I didn't recognize the talking head on CNN scolding girls for drinking and having sex. The woman on the television screen looked and sounded a whole lot like me -- in fact, she was me -- but she appeared to be saying things that, as a feminist activist and co-author of "Yes Means Yes: Visions of Female Sexual Power and a World Without Rape," I would never say.
This is what it's like to see yourself quoted out of context and turned into a sock puppet on national TV.
It's not every day I get a call from CNN. Until a few weeks ago, it had happened just once: last fall, when a student at Hofstra University accused fellow students of raping her, and then recanted a few days later. Her accusation hadn't made much of a media ripple, but the withdrawal was suddenly international headline news, and CNN wanted a comment from me to include in its story that afternoon.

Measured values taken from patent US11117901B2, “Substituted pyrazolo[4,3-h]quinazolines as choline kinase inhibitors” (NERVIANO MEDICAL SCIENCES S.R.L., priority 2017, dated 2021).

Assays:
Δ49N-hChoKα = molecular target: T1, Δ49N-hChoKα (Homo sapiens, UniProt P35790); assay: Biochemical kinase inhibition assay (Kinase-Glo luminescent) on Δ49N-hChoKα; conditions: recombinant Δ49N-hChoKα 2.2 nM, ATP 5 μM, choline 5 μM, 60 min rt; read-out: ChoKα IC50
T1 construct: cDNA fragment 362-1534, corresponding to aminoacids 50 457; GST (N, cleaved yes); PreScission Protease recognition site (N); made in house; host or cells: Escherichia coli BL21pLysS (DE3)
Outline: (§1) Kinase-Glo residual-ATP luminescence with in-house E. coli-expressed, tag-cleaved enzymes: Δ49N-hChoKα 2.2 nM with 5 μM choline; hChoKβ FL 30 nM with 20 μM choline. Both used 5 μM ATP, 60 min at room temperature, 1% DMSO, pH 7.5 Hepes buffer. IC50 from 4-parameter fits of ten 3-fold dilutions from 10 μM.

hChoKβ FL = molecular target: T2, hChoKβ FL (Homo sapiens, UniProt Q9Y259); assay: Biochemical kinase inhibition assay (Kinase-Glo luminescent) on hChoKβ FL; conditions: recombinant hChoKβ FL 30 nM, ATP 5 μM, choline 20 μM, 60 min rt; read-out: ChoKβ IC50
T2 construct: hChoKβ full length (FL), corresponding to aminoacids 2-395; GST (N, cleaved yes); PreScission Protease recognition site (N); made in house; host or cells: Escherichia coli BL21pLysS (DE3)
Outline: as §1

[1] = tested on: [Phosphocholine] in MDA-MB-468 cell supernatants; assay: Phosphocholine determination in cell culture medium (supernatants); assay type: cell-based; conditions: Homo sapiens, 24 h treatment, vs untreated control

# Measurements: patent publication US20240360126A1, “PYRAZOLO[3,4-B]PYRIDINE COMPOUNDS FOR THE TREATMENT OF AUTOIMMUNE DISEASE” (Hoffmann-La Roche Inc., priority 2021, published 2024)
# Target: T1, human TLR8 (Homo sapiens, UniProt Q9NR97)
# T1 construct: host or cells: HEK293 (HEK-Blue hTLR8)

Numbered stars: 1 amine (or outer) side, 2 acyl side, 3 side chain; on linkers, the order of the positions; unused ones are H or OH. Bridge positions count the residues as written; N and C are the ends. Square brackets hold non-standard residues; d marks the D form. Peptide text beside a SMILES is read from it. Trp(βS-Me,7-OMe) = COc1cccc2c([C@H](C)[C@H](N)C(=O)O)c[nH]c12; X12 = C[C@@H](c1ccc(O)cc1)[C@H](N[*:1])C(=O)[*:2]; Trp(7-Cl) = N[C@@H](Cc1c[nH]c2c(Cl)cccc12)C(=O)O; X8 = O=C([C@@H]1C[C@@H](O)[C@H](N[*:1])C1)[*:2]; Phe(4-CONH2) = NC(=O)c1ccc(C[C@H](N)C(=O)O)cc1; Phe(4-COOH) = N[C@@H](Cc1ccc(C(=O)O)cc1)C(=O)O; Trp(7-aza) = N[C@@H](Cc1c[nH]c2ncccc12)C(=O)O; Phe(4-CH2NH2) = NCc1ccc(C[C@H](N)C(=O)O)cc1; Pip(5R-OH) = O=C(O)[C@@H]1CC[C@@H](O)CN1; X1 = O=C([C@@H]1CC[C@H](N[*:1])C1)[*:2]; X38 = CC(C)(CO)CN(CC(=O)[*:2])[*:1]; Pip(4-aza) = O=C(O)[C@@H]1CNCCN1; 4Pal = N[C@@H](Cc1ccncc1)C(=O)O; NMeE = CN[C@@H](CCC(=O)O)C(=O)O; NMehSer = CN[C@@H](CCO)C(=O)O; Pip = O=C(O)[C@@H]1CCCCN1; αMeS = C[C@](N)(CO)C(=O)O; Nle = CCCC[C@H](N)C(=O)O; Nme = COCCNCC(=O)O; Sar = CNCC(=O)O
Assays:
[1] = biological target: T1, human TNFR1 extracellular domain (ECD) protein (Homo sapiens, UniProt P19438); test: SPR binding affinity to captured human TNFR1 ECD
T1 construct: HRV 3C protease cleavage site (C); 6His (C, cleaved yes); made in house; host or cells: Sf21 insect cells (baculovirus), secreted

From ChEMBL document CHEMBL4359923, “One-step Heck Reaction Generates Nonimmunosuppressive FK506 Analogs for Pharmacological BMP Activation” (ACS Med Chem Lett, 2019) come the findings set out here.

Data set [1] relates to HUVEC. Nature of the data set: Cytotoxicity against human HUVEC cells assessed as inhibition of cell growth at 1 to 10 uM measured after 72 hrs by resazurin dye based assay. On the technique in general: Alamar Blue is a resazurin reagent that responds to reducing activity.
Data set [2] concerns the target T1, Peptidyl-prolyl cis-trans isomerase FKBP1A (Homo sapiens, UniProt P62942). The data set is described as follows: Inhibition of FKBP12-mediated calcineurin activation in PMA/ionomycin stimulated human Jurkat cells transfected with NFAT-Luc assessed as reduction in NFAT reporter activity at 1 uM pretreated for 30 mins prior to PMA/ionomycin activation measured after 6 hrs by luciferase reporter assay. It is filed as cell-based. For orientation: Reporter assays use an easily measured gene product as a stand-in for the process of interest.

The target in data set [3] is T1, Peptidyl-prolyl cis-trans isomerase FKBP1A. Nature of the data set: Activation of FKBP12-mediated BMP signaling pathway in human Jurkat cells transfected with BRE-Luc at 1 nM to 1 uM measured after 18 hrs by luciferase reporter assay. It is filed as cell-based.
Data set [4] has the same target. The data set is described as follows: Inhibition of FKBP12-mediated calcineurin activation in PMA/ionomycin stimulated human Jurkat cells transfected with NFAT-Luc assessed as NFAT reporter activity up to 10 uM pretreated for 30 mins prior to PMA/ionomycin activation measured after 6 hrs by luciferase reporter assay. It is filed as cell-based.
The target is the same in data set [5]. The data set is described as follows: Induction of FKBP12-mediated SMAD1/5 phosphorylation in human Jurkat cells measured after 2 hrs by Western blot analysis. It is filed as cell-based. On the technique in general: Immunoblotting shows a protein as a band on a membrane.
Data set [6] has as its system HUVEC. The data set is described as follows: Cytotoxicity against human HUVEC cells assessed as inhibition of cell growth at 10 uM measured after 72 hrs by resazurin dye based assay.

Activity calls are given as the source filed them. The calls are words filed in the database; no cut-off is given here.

Two hours later, a cameraman was setting up lights in my office while I tried to act like this happened all the time. Applying a final layer of makeup, I rehearsed my main talking points: False rape accusations are rare. We don't know that she was lying, just that she withdrew the charges. Rape is an epidemic on college campuses. Why does the media only pay attention when a woman's credibility is called into question?
The interview itself went well enough. I could tell the producer wanted me to say something harsh about the young woman in question, to accuse her of making things worse for "real" victims. But I refused, taking the time to explain that we have no way of knowing whether or not she was a victim, just that she no longer wanted to press charges. As the cameraman packed up, I beamed with pride: I'd just given a thoughtful, thorough, articulate 20-minute interview to CNN, an interview that had the power to shape American opinions about sexual violence. I called my mom, blasted the info via Facebook and Twitter, and waited eagerly to see the clip.